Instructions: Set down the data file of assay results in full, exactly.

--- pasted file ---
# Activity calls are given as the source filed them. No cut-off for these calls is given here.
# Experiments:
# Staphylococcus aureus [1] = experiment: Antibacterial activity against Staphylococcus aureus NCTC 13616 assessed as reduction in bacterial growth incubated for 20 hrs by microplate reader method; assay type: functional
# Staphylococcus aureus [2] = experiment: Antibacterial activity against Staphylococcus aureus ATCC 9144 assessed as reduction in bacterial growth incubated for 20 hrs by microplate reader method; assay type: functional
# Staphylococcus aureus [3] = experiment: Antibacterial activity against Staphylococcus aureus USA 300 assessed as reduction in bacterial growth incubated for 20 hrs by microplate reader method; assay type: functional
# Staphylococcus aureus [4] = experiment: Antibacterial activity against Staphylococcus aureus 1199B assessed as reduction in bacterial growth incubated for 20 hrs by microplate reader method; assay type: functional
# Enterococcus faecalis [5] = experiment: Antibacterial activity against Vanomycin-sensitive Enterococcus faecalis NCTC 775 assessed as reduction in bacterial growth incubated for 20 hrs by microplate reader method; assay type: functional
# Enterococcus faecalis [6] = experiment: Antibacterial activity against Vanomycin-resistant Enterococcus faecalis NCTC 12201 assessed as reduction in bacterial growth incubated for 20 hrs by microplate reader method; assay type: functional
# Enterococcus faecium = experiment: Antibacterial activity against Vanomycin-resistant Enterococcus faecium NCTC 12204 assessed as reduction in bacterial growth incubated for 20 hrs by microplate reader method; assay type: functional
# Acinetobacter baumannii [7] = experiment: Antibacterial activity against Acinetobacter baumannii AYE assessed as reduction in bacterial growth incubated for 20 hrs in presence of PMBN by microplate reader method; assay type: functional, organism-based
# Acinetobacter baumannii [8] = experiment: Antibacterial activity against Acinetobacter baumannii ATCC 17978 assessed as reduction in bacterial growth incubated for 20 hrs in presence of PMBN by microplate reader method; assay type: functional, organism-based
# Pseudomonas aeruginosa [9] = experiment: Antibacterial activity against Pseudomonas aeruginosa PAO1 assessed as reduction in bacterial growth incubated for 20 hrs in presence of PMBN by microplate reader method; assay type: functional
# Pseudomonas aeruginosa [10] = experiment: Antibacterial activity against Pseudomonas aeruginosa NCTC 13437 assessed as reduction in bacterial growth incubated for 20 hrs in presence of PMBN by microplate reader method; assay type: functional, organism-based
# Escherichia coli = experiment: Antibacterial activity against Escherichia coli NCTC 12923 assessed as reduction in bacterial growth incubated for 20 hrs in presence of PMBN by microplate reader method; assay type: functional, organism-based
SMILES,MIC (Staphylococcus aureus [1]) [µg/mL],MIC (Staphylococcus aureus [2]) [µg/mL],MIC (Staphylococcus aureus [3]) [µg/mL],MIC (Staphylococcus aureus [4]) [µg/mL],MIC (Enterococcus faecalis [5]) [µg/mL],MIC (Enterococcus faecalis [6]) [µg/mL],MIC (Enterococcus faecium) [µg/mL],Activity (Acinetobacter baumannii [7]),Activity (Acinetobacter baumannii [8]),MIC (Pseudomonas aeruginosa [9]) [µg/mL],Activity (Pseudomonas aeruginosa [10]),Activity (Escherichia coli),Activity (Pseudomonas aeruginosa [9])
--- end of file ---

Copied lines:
# Activity calls are given as the source filed them. No cut-off for these calls is given here.
# Experiments:
# Staphylococcus aureus [1] = experiment: Antibacterial activity against Staphylococcus aureus NCTC 13616 assessed as reduction in bacterial growth incubated for 20 hrs by microplate reader method; assay type: functional
# Staphylococcus aureus [2] = experiment: Antibacterial activity against Staphylococcus aureus ATCC 9144 assessed as reduction in bacterial growth incubated for 20 hrs by microplate reader method; assay type: functional
# Staphylococcus aureus [3] = experiment: Antibacterial activity against Staphylococcus aureus USA 300 assessed as reduction in bacterial growth incubated for 20 hrs by microplate reader method; assay type: functional
# Staphylococcus aureus [4] = experiment: Antibacterial activity against Staphylococcus aureus 1199B assessed as reduction in bacterial growth incubated for 20 hrs by microplate reader method; assay type: functional
# Enterococcus faecalis [5] = experiment: Antibacterial activity against Vanomycin-sensitive Enterococcus faecalis NCTC 775 assessed as reduction in bacterial growth incubated for 20 hrs by microplate reader method; assay type: functional
# Enterococcus faecalis [6] = experiment: Antibacterial activity against Vanomycin-resistant Enterococcus faecalis NCTC 12201 assessed as reduction in bacterial growth incubated for 20 hrs by microplate reader method; assay type: functional
# Enterococcus faecium = experiment: Antibacterial activity against Vanomycin-resistant Enterococcus faecium NCTC 12204 assessed as reduction in bacterial growth incubated for 20 hrs by microplate reader method; assay type: functional
# Acinetobacter baumannii [7] = experiment: Antibacterial activity against Acinetobacter baumannii AYE assessed as reduction in bacterial growth incubated for 20 hrs in presence of PMBN by microplate reader method; assay type: functional, organism-based
# Acinetobacter baumannii [8] = experiment: Antibacterial activity against Acinetobacter baumannii ATCC 17978 assessed as reduction in bacterial growth incubated for 20 hrs in presence of PMBN by microplate reader method; assay type: functional, organism-based
# Pseudomonas aeruginosa [9] = experiment: Antibacterial activity against Pseudomonas aeruginosa PAO1 assessed as reduction in bacterial growth incubated for 20 hrs in presence of PMBN by microplate reader method; assay type: functional
# Pseudomonas aeruginosa [10] = experiment: Antibacterial activity against Pseudomonas aeruginosa NCTC 13437 assessed as reduction in bacterial growth incubated for 20 hrs in presence of PMBN by microplate reader method; assay type: functional, organism-based
# Escherichia coli = experiment: Antibacterial activity against Escherichia coli NCTC 12923 assessed as reduction in bacterial growth incubated for 20 hrs in presence of PMBN by microplate reader method; assay type: functional, organism-based
SMILES,MIC (Staphylococcus aureus [1]) [µg/mL],MIC (Staphylococcus aureus [2]) [µg/mL],MIC (Staphylococcus aureus [3]) [µg/mL],MIC (Staphylococcus aureus [4]) [µg/mL],MIC (Enterococcus faecalis [5]) [µg/mL],MIC (Enterococcus faecalis [6]) [µg/mL],MIC (Enterococcus faecium) [µg/mL],Activity (Acinetobacter baumannii [7]),Activity (Acinetobacter baumannii [8]),MIC (Pseudomonas aeruginosa [9]) [µg/mL],Activity (Pseudomonas aeruginosa [10]),Activity (Escherichia coli),Activity (Pseudomonas aeruginosa [9])